– Here’s the thing about Friday night’s baseline standoff between the White Sox and Twins: It can only help Minnesota.

If things don’t change for the Twins, if the losing keeps getting discouragingly routine, the defensive breakdowns keep happening, the pitching surrenders a run an inning, well, nobody will remember that Jose Abreu briefly threw a temper tantrum after getting plunked by Trevor May in the late innings of a 10-4 loss to the White Sox.

And if the Twins, who have lost three in a row and seven of their past eight, begin playing as well as they still insist that they can, despite mounting contrary evidence? If the mistakes fade away, if the bad breaks happen to the other team? If shouting at the opposition makes the Twins closer? Then thank you, Jose Abreu.

“All your teammates jump in together,” May said after Abreu loudly objected to getting hit, during the same inning in which Minnesota’s Byung Ho Park had been hit by a Nate Jones pitch. “You’d rather not have these situations, but … we’re family in here.”

A feuding family. Both benches emptied when Abreu grew irate, and White Sox manager Robin Ventura said after the game he was convinced May did it on purpose.

“Yeah. You know, it definitely becomes a reaction to something. I felt that was [intentional], and especially with Pito [Abreu], you’re always sensitive to that and you respond to that,” Ventura said. “It’s a difference of opinion. We’re not going to back down or be afraid in that situation. You back the guy up. I think, for me, there was intent there.”

May, though, said his mistake had nothing to do with Abreu’s long first-inning home run, or Jones’ pitch to Park.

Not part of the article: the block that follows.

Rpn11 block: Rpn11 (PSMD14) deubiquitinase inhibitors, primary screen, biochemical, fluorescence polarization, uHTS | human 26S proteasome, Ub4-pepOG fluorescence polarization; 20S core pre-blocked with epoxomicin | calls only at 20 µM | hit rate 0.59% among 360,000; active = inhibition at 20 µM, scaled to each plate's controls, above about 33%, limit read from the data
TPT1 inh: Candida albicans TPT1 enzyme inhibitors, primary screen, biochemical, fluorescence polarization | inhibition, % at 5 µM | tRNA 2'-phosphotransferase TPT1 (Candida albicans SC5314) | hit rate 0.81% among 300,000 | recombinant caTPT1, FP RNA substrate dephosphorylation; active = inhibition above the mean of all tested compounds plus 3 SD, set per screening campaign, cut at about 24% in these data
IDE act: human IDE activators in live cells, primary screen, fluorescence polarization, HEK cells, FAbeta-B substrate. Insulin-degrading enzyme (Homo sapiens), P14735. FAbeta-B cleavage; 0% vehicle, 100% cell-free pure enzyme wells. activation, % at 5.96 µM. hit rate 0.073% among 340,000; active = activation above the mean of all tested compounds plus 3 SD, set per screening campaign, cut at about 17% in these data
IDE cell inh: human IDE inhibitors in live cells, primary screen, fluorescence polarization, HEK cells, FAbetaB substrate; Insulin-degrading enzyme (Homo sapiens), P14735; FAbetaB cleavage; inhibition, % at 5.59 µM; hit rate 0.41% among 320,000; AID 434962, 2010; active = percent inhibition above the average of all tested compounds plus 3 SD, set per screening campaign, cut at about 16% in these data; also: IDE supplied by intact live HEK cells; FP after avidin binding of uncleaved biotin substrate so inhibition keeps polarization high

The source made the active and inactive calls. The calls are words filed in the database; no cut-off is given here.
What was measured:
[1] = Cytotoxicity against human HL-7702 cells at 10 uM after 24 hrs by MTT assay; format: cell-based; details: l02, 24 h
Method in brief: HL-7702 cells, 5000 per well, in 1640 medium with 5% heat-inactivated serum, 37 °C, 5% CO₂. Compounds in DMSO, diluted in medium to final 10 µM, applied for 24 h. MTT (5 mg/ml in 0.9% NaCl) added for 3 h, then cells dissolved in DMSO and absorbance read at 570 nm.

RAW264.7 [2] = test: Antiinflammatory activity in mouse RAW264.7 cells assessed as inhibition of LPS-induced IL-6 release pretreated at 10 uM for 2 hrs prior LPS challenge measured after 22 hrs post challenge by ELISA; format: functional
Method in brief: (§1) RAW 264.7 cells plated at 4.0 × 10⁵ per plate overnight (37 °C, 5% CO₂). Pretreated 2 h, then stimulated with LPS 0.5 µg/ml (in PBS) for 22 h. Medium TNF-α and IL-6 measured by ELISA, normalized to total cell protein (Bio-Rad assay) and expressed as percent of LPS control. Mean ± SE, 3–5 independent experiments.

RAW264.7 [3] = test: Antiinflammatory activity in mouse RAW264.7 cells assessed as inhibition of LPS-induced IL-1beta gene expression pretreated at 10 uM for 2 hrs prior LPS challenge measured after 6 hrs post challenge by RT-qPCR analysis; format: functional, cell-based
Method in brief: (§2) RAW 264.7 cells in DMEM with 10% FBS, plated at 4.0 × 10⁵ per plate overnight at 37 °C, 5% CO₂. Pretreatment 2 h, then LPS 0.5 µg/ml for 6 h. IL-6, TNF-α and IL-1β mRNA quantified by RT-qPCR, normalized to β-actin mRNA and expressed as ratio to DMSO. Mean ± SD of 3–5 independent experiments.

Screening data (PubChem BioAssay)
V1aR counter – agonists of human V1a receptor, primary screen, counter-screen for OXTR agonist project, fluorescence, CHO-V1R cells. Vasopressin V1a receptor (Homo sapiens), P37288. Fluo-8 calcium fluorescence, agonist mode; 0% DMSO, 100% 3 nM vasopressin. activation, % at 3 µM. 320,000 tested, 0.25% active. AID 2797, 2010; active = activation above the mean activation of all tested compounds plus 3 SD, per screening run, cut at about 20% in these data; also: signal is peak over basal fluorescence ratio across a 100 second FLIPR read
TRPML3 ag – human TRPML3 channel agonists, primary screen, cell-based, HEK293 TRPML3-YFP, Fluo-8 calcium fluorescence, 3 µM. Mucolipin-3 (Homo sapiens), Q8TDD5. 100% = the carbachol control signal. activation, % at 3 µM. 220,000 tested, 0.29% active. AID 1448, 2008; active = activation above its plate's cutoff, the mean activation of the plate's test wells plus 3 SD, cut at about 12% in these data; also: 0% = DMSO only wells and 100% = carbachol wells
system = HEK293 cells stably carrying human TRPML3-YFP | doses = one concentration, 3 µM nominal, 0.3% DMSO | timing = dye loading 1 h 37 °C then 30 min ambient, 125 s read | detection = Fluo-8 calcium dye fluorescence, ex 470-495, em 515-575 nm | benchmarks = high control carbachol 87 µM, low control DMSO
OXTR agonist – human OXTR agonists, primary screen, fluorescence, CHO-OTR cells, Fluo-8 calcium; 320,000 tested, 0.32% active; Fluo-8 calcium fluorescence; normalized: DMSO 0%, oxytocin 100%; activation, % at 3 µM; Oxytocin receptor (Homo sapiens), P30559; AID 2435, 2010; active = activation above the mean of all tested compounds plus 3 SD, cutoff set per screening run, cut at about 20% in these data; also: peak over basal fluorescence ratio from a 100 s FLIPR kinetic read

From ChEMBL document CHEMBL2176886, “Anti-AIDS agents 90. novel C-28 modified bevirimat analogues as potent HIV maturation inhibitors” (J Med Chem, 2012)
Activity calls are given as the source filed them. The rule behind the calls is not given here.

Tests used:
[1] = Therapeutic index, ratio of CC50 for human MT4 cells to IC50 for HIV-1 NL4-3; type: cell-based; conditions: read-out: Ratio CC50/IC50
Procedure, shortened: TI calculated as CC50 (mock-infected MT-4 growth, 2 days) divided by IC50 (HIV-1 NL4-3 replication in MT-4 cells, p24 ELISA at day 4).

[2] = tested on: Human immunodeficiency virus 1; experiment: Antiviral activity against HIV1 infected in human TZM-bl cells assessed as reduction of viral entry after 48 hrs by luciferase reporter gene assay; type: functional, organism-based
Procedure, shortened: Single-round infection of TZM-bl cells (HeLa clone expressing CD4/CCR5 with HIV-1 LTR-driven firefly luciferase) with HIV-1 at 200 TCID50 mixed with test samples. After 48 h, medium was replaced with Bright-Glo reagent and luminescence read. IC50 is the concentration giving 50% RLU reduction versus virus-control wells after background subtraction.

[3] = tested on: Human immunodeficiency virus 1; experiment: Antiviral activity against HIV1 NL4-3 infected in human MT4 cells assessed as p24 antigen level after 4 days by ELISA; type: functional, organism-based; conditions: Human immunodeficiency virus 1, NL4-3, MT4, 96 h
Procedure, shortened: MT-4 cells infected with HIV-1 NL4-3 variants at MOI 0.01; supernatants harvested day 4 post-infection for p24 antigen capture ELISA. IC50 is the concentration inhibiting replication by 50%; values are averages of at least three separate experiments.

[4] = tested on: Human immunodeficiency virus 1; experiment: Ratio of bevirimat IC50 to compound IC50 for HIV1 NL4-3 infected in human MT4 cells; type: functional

“I guess Park might have got them thinking about it, but it’s our M.O. on Abreu — you’ve got to get it in,” May said. “He hit a homer on a slider away earlier, and if you look at any video of me ever pitching to him before, I stayed in there. I just tried to get in there, and that’s all she wrote.”

It was all she wrote for the Twins much earlier, thanks to bad defense, bad pitching and bad luck. An error by Eduardo Escobar led to a two-run first inning. Failing to cover first base on a bizarre infield-in grounder eventually cost Ricky Nolasco a couple more runs. An potential inning-ending ground ball to Fernando Abad landed at his feet — and he couldn’t find it, leading to two more.

“The trend is concerning, because it seems to be a pattern,” Twins manager Paul Molitor said. “A couple plays don’t get made, and it changes the game. Offensively, we had a couple good things happen again, but the deficits are getting larger. We’re not putting many zeros on the board.”

Escobar suffered a strained groin during the game, and Molitor said he expects the shortstop to go on the disabled list Saturday — one more change in a week of roster shuffling. It seems as if things go wrong as a routine, so much so that even when something goes right, it doesn’t last.

“Obviously the losing piles up. It’s how it’s going right now,” Molitor said after his team fell to a franchise-record 2-13 on the road. “We did some good things. We were down 5-1, but we didn’t quit. [Oswaldo] Arcia hit a two-run homer, and we scored another one off [an Eduardo] Nunez leadoff double. But you’ve got to find ways to put up zeros, and that’s what we didn’t do.”